After months of pounding President Barack Obama on every front, Republican congressional leaders finally have found a reason to praise him -- his handling of the fast-moving crisis in Egypt.
But while House Speaker John Boehner (R-Ohio) and Senate Minority Leader Mitch McConnell (R-Ky.) are backing Obama's cautious approach, rank-and-file lawmakers are increasingly concerned about the U.S.'s stance.
"The administration, our administration, so far has handled this tense situation pretty well," Boehner said. "Clearly, reforms need to occur in Egypt."
While Boehner was not asked directly about whether he would support Mubarak's replacement, an aide said he would have repeated the White House line -- now is not the time for American officials to be calling for a new leader. [Politico, 1/30/11]
John Bolton: Obama Administration Officials "Have Stated The Correct Position." John Bolton, the former U.S. ambassador to the United Nations during the Bush administration and a possible candidate for the 2012 Republican presidential nomination stated on Fox News that the Obama administration has "stated the correct position" on Egypt. From the January 31 edition of Fox News' America's Newsroom:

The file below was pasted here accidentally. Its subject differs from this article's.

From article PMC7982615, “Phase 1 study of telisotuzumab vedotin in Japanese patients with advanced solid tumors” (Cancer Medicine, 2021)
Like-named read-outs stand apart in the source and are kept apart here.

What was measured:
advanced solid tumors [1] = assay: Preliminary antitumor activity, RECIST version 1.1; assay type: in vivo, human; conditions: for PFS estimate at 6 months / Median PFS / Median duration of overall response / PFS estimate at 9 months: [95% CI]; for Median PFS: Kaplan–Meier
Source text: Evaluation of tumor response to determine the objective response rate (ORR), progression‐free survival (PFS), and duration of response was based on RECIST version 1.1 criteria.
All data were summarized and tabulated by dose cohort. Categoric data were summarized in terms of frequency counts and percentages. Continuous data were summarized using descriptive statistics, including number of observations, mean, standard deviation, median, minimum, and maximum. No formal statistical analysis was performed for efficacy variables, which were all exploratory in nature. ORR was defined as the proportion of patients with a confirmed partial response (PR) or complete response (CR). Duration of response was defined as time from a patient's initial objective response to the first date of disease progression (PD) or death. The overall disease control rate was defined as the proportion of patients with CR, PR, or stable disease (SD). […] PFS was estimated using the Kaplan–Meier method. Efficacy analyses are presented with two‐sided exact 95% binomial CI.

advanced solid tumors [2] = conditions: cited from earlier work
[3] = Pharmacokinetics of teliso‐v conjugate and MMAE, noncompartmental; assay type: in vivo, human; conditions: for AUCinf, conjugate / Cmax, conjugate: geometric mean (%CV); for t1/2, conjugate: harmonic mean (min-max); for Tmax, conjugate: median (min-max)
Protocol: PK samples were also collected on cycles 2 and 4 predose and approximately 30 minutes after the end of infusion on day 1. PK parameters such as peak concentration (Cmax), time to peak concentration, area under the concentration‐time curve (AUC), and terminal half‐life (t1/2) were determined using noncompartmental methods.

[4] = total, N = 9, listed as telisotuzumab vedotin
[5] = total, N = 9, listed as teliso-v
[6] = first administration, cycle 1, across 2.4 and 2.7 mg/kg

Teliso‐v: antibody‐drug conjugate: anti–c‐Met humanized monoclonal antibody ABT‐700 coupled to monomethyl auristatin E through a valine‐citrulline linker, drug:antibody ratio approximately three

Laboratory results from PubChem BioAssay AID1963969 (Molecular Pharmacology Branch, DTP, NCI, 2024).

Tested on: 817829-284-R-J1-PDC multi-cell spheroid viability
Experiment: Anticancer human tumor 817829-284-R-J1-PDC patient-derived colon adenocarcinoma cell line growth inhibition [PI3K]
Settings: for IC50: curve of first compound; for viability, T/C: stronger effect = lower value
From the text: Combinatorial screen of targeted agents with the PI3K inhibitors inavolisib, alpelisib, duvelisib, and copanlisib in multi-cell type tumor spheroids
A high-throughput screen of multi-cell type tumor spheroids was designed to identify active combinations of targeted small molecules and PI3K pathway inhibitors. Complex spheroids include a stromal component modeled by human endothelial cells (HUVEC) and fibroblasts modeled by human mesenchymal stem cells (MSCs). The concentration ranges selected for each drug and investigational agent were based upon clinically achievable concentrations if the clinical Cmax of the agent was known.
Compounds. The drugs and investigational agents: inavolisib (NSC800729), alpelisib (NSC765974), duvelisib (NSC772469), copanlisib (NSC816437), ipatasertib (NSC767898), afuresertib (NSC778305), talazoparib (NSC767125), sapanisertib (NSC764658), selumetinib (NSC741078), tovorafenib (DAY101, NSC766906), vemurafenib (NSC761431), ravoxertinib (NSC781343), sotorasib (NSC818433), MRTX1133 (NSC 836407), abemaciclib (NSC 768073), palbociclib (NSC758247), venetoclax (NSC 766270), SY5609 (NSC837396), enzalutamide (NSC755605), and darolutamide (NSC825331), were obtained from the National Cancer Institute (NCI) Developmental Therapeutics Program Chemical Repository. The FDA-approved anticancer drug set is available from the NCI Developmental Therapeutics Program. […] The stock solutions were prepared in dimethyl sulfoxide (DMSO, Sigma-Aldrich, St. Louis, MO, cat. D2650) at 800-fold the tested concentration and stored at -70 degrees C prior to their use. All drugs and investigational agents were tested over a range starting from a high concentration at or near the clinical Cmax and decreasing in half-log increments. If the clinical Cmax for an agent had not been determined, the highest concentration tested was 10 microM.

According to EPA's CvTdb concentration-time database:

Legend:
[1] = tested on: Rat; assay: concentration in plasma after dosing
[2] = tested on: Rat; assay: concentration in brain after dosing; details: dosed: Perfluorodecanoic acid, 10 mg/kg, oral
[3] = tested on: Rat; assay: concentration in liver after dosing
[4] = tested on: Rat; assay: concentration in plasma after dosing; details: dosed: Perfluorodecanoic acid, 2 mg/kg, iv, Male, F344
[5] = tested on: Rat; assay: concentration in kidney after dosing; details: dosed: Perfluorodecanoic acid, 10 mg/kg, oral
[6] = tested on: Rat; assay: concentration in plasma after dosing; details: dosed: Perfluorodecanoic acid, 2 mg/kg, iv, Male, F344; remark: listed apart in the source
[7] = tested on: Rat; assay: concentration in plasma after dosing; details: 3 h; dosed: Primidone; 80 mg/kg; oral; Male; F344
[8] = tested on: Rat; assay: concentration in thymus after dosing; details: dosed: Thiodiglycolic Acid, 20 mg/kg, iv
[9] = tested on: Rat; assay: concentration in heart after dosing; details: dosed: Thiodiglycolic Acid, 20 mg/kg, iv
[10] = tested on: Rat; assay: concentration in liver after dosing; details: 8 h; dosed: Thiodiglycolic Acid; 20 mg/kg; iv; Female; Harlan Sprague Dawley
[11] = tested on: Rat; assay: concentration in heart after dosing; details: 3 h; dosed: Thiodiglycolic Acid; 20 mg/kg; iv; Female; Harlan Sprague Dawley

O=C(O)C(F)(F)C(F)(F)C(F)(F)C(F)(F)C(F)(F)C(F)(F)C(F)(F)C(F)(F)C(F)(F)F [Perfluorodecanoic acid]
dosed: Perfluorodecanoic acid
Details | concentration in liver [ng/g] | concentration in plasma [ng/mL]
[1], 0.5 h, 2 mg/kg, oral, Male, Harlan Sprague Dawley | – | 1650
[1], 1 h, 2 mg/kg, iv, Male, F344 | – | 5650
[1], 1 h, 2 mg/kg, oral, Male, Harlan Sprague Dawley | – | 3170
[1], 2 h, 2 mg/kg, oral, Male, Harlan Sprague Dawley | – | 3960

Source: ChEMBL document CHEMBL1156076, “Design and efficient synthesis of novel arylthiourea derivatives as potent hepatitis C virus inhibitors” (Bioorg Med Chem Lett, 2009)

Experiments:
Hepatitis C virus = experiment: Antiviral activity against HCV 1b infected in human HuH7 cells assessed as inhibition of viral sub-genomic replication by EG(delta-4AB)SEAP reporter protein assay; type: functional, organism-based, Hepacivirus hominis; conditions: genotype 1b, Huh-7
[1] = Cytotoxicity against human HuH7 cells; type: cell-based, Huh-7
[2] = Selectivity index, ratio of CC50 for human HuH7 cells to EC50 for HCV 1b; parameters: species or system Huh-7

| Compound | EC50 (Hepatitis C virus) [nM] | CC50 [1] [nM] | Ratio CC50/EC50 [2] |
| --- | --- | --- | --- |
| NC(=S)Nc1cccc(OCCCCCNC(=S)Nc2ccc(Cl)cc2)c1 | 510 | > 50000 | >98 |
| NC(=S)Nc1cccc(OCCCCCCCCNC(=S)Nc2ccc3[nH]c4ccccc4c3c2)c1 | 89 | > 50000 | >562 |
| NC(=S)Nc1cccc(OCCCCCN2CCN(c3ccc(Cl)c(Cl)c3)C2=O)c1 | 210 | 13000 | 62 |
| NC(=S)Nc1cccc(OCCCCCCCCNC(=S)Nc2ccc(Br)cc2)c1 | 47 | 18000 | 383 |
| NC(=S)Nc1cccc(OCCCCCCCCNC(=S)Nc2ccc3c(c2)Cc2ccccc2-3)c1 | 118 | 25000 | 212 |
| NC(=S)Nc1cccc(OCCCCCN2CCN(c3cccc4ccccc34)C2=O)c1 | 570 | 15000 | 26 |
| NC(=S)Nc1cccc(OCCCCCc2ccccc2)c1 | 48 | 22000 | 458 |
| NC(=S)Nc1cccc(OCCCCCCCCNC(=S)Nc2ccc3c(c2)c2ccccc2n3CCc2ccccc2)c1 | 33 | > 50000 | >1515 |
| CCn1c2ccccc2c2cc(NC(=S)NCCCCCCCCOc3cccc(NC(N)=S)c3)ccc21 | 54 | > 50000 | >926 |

BILL HEMMER (co-host): How did you think the administration handled this over the weekend? Secretary of State Hillary Clinton was on all the talk shows on Sunday. How did she do?
BOLTON: Well, I think they've stated the correct position. It is a real mistake to believe we can toss aside a long-term ally that has brought peace and stability with Israel, a cornerstone of our strategic policy in the Middle East and not pay the consequences for it. By and large, I'd say the less said the better at this point. It's a very uncertain situation. I think the real work is going on behind the scenes. [Fox News' America's Newsroom, 1/31/11]